Perspectives of the Sierra

Living with mental illnesses in rural communities of Chiapas, Mexico.

Camila Jurado
8 min readMay 11, 2017
Participants trying the cameras for the first time. ©Camila Jurado 2017. All Rights Reserved

Photography as a means of self-exploration and empowerment.

Facilitator and participant doing the first exercises with the camera. ©Camila Jurado 2017, All Rights Reserved

Our mission is to fight against mental health related stigma

Stigma towards people suffering from mental health illness is a negative label that isolates and dehumanizes members of society. Stigma is also a major barrier to finding treatments, leaving those with mental health illnesses isolated from support networks and professional care, and thus worsening their condition.

Picture taken by one of our participants. ©Zendi V., age 20, Perspectives of the Sierra, 2017.

The project

Perspectives of the Sierra is a collaboration between Compañeros en Salud/Partners in Health Mexico (CES/PIH), the London School of Hygiene and Tropical Medicine and an independent photographer. We seek to reduce stigma through the empowerment of people living with mental disorders in the rural communities of the Sierra Chiapaneca. To this end, we designed an intervention based on the Photovoice methodology to:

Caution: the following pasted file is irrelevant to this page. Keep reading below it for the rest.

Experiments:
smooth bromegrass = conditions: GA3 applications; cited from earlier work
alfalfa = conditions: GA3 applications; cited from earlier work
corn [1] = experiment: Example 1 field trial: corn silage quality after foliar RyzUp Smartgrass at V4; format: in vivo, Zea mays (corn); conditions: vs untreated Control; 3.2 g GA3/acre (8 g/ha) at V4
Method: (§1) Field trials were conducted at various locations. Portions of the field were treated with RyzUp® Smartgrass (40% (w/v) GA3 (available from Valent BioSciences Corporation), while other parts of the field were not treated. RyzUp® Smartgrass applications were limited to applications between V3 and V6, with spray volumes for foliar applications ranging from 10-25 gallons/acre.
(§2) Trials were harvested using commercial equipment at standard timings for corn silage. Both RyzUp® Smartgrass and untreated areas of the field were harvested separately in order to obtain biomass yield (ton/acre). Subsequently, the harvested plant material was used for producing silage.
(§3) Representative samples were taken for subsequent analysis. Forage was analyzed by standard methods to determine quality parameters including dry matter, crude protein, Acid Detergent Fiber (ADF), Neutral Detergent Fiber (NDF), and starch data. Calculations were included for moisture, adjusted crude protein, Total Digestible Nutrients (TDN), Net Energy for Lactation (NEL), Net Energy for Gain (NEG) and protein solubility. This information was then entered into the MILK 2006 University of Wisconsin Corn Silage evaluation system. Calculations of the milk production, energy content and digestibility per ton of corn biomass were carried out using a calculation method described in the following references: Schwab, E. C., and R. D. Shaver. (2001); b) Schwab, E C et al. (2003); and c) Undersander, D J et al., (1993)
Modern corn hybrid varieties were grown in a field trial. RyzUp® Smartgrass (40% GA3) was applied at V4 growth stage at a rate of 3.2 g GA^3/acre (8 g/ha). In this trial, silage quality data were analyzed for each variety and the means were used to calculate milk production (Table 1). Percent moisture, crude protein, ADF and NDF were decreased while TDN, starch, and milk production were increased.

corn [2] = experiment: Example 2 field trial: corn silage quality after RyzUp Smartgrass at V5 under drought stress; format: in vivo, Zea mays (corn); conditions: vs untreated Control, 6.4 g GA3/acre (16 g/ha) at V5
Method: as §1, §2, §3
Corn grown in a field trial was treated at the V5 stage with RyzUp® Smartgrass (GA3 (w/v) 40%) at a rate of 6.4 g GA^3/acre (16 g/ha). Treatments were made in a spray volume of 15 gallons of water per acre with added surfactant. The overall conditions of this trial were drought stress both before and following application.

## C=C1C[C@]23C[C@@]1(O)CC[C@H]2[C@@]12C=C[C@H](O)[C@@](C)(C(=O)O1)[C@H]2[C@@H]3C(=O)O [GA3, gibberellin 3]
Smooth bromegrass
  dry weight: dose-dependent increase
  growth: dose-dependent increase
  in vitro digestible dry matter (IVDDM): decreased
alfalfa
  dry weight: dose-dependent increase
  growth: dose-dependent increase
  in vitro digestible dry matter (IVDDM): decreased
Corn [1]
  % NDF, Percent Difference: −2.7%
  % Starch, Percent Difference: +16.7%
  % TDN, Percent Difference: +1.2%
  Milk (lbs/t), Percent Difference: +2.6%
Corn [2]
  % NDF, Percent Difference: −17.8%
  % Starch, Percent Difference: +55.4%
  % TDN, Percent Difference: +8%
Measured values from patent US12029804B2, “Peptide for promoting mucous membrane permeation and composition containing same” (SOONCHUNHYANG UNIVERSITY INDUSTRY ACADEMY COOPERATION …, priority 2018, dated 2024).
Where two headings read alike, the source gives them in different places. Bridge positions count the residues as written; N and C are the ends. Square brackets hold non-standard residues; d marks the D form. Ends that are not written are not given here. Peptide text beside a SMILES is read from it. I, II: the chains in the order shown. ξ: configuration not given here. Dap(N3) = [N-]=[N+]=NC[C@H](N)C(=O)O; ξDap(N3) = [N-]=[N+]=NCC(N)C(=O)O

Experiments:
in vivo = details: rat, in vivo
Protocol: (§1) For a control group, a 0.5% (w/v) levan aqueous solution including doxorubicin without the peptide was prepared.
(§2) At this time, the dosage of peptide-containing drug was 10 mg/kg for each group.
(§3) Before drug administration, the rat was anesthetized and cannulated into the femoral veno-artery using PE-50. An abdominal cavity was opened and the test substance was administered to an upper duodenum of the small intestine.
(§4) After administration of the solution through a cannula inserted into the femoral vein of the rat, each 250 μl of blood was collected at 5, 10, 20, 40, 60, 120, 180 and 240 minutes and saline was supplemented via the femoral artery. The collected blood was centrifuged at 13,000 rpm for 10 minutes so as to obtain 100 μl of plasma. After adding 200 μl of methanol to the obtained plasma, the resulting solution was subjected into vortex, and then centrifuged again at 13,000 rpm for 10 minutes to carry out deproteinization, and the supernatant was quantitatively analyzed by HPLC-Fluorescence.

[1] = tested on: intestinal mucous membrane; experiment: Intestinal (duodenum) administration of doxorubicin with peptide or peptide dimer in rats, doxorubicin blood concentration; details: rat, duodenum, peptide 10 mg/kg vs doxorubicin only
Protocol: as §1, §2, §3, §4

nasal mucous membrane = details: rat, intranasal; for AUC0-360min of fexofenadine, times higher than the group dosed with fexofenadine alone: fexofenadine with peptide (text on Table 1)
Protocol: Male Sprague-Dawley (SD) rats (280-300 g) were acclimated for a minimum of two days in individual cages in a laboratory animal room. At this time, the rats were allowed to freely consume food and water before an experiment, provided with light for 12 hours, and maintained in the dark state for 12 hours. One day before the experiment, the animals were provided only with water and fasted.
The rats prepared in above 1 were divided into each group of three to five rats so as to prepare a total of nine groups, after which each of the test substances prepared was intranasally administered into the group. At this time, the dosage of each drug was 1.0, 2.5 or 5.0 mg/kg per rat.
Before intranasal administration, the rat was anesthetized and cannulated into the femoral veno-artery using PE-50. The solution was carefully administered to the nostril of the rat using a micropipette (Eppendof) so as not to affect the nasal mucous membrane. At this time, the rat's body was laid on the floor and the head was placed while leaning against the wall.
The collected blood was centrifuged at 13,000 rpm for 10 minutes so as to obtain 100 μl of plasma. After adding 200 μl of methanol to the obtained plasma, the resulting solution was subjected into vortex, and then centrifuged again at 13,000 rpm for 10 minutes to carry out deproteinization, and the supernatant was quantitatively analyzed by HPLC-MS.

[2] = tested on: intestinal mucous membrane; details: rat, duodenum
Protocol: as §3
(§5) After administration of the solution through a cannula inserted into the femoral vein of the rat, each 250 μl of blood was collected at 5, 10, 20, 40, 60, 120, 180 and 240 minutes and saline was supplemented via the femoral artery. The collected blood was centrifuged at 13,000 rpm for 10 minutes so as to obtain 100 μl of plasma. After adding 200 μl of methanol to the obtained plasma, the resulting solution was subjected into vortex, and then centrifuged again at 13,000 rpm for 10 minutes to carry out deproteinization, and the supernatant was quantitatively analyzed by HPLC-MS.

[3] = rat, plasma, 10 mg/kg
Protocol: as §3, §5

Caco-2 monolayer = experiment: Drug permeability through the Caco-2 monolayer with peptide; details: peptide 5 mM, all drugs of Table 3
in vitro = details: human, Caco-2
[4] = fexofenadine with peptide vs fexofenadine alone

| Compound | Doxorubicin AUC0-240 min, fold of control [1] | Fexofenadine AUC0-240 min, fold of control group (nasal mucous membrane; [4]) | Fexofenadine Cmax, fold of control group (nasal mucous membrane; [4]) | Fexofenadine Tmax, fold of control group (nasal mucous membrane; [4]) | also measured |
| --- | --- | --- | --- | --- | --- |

• Facilitate participants reflections about their positive and negative experiences of living with a mental illness.
  • Support participants in the process of generating images to express their reflections and sharing them with peers and family members.
  • Generate safe environments to have open discussions about experiences with mental illnesses mediated by these images.
  • Evaluate the effect of the intervention on the perceptions and attitudes of participants and their families towards mental illnesses.

We value the perspective of each participant and provide platform for self-guided reflection, reconciliation and group dialogue.

The Communities

Chiapas is the poorest State in Mexico with 75% of its population living below the poverty line. This project was undertaken in four communities: Honduras, La Soledad, Capitán and Monterrey. All of them are located in the Sierra Madre of Chiapas, 7 hours away from the State capital. Each one has a population of between 1500 and 2000 inhabitants.

This region is located far from the tourist area of Chiapas and it is very difficult to access. People here mainly cultivate coffee, the economic pillar of the region. Beans, rice and tortillas make an essential part of the daily diet; the majority of men work the fields and the majority of the women do housework.

View of Soledad / View of Honduras